Indonesia miners commit 8.4 mil mt coal to domestic market, short of 16 mil mt target
Coal miners in Indonesia have committed more coal to the domestic market on hopes that it would lead to an early revocation of the country’s export ban, according to a source, but the allocation fell short of the government’s targeted stockpiles for the market.
Miners have cumulatively committed 8.4 million mt for January, below the 16 million mt required to maintain stockpiles for state-owned PT Perusahaan Listrik Negara, or PLN, and independent power producers for a minimum of 20 days, a PLN source told S&P Global Platts.
Indonesian government Jan. 1 banned coal exports during the month amid concerns that lower supply at domestic power plants could lead to outages.
Miners said they have committed 2.1 million mt thermal coal in addition to the 5.3 million mt committed earlier. The source said the volume was for PLN’s 17 power plants and 55 independent plants.
“Earlier, some miners did not meet commitments, and some met only 60%,” a PLN source said. “Even in our current demand, we are anticipating 80% of commitments being delivered due to bad weather and transportation problems.”
The export ban will remain in effect until the stockpiles are sufficient for minimum of 20 days, according to the source.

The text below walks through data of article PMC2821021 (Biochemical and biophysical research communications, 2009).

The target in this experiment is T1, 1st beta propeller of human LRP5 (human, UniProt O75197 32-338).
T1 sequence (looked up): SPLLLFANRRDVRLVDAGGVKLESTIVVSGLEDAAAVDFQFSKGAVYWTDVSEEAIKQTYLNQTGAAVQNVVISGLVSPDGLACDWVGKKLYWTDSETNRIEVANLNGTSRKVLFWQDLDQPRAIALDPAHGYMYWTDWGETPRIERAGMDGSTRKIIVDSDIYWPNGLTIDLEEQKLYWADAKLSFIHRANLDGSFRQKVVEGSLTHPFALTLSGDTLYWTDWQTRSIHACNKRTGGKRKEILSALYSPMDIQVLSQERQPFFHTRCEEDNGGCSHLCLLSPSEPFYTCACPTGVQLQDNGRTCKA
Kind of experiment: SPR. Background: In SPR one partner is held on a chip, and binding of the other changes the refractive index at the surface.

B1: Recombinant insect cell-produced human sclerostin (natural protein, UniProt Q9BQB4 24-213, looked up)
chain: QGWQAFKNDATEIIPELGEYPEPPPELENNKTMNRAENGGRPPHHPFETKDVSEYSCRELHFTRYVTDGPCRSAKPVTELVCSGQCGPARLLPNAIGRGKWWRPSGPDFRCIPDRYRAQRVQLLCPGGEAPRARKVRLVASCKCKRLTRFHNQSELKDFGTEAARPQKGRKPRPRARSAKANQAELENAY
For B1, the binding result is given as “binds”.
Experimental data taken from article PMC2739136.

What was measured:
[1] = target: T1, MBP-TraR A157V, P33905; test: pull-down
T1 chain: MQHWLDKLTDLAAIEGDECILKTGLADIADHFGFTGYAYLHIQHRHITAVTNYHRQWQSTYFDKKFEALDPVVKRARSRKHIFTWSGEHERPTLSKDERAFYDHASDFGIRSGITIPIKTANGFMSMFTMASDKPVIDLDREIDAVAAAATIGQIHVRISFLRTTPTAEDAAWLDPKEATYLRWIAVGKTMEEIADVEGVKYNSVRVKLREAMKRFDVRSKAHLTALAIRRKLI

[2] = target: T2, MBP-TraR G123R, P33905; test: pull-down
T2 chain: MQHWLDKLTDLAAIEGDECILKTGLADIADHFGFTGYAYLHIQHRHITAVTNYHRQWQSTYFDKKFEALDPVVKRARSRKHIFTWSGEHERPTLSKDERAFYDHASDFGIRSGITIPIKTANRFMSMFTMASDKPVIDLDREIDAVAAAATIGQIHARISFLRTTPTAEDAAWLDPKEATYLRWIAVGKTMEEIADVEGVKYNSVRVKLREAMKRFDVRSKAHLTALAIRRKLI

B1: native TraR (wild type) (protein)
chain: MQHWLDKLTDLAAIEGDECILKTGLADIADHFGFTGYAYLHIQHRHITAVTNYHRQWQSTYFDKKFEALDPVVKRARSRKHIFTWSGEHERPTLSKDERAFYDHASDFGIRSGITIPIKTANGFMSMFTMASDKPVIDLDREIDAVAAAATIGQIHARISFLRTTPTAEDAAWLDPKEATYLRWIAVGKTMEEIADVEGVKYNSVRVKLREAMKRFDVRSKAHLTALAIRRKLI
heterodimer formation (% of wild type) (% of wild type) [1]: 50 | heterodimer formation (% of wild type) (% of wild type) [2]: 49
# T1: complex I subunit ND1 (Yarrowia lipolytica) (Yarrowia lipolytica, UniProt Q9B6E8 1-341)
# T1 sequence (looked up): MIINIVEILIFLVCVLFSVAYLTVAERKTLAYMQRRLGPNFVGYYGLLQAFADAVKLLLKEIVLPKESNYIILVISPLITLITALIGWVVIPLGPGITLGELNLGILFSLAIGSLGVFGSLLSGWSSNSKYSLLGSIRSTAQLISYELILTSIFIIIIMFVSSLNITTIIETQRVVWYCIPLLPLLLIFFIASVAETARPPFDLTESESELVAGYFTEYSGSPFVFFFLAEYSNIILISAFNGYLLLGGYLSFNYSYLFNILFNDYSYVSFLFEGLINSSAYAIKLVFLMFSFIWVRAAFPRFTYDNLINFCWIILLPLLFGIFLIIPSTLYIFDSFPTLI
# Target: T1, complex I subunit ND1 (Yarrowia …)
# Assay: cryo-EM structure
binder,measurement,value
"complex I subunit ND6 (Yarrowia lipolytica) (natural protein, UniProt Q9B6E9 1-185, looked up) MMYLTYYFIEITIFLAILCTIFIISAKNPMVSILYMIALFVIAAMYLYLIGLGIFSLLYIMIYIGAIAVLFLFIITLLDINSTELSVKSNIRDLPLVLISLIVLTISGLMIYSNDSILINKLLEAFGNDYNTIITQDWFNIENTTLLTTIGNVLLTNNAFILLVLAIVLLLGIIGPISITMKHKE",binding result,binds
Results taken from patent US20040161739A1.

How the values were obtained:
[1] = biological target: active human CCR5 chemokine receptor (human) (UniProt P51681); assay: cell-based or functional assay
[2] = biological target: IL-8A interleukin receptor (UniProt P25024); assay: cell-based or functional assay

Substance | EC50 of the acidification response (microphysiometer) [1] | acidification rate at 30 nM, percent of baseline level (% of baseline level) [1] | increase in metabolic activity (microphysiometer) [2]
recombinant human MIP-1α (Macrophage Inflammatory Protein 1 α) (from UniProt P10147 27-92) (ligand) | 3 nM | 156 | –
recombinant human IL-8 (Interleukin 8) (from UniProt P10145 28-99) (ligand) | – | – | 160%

The ban has caused uncertainty in the market, as supply to key consumers, including China and India, has been affected, with contracts already signed also debarred.
Prices of coal from other origins is expected to rise amid the lack of Indonesian coal, sources said.
The 4,200 kcal/kg GAR Indonesian-origin price has risen by $2/mt to $65.45/mt since Dec. 31, due to the supply uncertainty, even as bids and offers remain largely absent.
The price of Qinhuangdao 5,500 kcal/kg NAR was heard at Yuan 835/mt FOB [$131.02] Jan. 7, against Yuan 810/mt Dec. 31, according to Platts data. The price of 5,000 kcal/kg NAR was heard at Yuan 740/mt FOB Jan. 7, against Yuan 730/mt FOB Jan. 6.
Miners were expecting an early resolution to the export ban, as PLN’s requirement was touted around 5.1 million mt. But their hopes have faded as the commitments have not been fully honored.
“We are not sure whether the ban will be lifted before Jan. 31,” an Indonesia-based producer said.
A presentation by PLN to miners Dec. 13, seen by S&P Global Platts, forecast 2022 coal demand around 115 million mt for PLN and independent power producers, with PLN’s share at 56 million mt.
Power producers, meanwhile, are asking for early delivery of some February cargoes as they anticipate disruptions due to weather over the coming days, the PLN source said.